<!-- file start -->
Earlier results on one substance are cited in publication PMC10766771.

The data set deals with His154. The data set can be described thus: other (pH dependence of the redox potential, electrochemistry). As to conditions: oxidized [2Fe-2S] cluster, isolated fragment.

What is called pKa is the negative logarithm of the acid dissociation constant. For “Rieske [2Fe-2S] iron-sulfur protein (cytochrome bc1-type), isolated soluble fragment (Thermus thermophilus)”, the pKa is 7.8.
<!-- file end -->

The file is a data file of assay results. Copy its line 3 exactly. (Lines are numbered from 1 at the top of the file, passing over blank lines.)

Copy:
What is called pKa is the negative logarithm of the acid dissociation constant. For “Rieske [2Fe-2S] iron-sulfur protein (cytochrome bc1-type), isolated soluble fragment (Thermus thermophilus)”, the pKa is 7.8.